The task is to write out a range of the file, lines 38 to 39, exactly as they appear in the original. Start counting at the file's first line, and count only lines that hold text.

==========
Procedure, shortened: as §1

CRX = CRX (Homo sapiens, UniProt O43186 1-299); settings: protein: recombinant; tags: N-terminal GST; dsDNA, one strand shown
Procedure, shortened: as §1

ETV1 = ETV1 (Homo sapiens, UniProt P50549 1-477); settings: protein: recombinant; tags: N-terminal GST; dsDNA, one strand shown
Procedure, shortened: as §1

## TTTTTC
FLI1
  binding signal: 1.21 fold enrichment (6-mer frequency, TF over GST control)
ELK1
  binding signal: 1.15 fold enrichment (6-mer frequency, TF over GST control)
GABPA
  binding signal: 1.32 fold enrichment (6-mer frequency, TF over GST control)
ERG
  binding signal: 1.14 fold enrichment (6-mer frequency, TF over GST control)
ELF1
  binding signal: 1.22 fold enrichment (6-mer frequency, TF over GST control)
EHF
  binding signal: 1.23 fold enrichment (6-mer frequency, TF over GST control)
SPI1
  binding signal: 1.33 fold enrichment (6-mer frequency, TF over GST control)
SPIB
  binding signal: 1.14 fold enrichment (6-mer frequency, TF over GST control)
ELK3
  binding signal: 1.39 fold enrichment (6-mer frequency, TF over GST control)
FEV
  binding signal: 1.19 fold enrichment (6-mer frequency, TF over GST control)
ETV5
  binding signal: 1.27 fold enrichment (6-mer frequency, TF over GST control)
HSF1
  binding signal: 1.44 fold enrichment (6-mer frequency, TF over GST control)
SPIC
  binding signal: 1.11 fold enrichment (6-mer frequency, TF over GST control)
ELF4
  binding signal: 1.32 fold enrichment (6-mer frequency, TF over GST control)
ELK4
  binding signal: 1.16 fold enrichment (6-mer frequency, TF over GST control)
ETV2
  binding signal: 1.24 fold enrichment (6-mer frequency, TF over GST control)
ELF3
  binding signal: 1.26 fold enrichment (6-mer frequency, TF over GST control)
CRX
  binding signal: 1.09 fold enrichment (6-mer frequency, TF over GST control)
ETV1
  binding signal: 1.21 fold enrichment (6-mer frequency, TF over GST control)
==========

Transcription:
  binding signal: 1.24 fold enrichment (6-mer frequency, TF over GST control)
ELF3